(This blog deals with WOW CMG)
Welcome to another exciting, action packed blog! OK. Maybe not super action packed but I had to get your attention somehow. In this blog we will discuss the intriguing statement I made at the end of the last blog. Namely that with strategy games the players break their forces, deck, etc, down into only actually two specific camps. Namely these are, 1. The Beatdown, and 2. The Control.
Interested? Then let's press on. First off I want to say this isn't my theory or anything. It is an established fact in gaming. All I am doing here is introducing you to the theory if you have never heard of it.
Think about how a game goes. Minis or otherwise. Someone is beating on one guy while the other plays crazy defense to try and gain the upper hand. As a matter of fact let's play out a scenario. Let's say you and your opponent have completed a draft. You both opened you're boosters and out of three figures you get to choose two. Here's the figures you took:
Phadalus the Enlightened
Now let's say you're into the game. Things are going well, and you are smashing some face. Phadalus has kept himself healed. He's hitting from range and melee as well. You jumped out to an early start and killed both of his toons right off the bat. What does that make you? Well clearly you are the beatdown player. You have established dominance. And he has had to play the defensive game making him the control player.
Now let's jump you farther on into the game. Your opponent has made a pretty decent come back. You need one more VP (victory point) to win. He needs 3. Phadalus was killed earlier so he's at the graveyard. And he won't have time to kill anyone or make it to a VP space. Your opponent's second toon is back at the graveyard as well. So It's all up to Dizdemona vs you're opponents down right nasty character..... Ji'lan . She has been unlucky though because she has only 2 health left and she's facing down a rogue. Not cool. Her defense isn't exactly the best versus melee. And this guy hits pretty darn hard! And if he crits, you are definitely done. What to do? In this case your opponent is now beatdown. If he can kill you're warlock on this turn he pulls off the win. And will brag about it for weeks because he has made such a good come back. Are you going to let him do that? Heck no!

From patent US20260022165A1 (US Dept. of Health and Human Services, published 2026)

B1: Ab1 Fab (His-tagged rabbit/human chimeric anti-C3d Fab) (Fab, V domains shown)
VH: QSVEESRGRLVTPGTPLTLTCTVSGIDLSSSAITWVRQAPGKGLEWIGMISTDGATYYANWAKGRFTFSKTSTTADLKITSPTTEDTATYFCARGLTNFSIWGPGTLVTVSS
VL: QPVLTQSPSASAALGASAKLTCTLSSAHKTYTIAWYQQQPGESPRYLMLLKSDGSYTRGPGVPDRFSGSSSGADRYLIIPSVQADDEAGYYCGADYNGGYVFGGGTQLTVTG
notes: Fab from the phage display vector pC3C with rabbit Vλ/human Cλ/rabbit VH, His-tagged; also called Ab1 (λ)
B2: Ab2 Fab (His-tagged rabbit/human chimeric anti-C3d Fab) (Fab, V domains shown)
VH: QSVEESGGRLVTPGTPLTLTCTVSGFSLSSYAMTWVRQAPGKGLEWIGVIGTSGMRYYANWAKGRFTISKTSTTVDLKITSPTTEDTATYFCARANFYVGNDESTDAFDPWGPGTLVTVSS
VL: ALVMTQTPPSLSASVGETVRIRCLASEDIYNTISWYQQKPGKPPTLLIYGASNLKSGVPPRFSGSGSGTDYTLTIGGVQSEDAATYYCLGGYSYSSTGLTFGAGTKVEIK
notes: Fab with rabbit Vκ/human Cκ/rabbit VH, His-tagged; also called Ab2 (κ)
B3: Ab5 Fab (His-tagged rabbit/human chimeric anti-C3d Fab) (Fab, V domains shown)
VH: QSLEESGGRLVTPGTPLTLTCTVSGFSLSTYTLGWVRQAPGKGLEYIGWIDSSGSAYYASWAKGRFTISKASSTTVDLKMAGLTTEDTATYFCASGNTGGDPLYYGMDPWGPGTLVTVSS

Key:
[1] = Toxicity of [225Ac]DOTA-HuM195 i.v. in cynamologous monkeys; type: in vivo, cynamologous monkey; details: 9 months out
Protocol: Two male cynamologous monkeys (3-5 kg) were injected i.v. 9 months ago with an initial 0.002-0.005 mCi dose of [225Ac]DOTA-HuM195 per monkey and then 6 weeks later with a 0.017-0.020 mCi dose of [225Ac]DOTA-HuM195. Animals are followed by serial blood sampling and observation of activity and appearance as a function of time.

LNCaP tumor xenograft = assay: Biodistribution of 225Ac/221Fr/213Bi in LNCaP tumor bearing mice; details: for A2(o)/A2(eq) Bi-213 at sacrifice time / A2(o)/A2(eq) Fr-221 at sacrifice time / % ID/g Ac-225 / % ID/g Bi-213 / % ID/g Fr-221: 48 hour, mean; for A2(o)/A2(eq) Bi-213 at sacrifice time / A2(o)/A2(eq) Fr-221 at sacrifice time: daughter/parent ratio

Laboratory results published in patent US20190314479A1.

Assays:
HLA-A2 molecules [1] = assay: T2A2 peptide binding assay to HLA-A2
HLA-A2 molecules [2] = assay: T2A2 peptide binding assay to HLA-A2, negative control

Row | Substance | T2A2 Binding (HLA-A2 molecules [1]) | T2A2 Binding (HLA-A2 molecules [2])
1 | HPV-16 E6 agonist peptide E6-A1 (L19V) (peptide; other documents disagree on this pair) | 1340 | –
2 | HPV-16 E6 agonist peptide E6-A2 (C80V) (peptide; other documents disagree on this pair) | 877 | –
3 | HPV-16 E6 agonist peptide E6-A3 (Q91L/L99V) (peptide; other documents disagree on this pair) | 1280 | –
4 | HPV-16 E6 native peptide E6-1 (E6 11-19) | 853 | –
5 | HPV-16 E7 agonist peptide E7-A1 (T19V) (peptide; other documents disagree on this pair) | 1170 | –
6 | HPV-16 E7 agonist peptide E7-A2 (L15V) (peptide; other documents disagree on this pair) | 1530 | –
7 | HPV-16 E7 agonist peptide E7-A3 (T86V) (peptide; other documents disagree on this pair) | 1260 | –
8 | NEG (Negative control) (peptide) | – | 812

Good thing you've got Fear on deck! Next thing he knows he's fled 3 spaces and you cruise to victory. In this case you had to become the control player. Dizdemona wasn't going to get it done with the beatdown at all. And to win he needed to beat you down for sure. Congratulations. Now that you won, it's time to brag.....maybe even for a couple weeks. Go ahead, you've earned it!
The important thing though is, did you see how the scenario played out? It illustrates beatdown vs control. The one doing the mediocre job at beatdown is going to have to become the control. Doesn't matter how you're deck or party is built. Even if they were a beatdown you might be playing control. And vice versa for building a control party. You might have to change mid game.
Now how does that work for us in practical terms as gamers? Well, really it gives you a starting point when you are constructing a party. Granted if you are playing a draft format that is a little tougher. But the same principles apply. Choose you're major goal between the two. You winning through beatdown? Or is control more you're specialty? Whatever you choose don't completely ignore the other aspect because you might get out controlled or out beaten! Basically I am saying, Don't put all you're eggs in one basket!
Let's say you took all toons that are range attackers. Well line of sight is going to be an issue for you before this game is up. What about if you take all melee? Then you are going to be running all over that field trying to get the VP s you need. Now that I have filled you're head with that though, I have to admit that you can still get around this rule. You can successfully run 2 guys of the same kind of attack and win. Just be aware of what you are doing and you should be fine.
Also logically you can apply this to all kinds of deck building or party building. When you understand the basic principles you see how it all connects. Coming in a future blog I will discuss this very thing. You will get to relive with me how my lack of focus in creating a tournament deck leads to my downfall. Good stuff. Make sure to be there.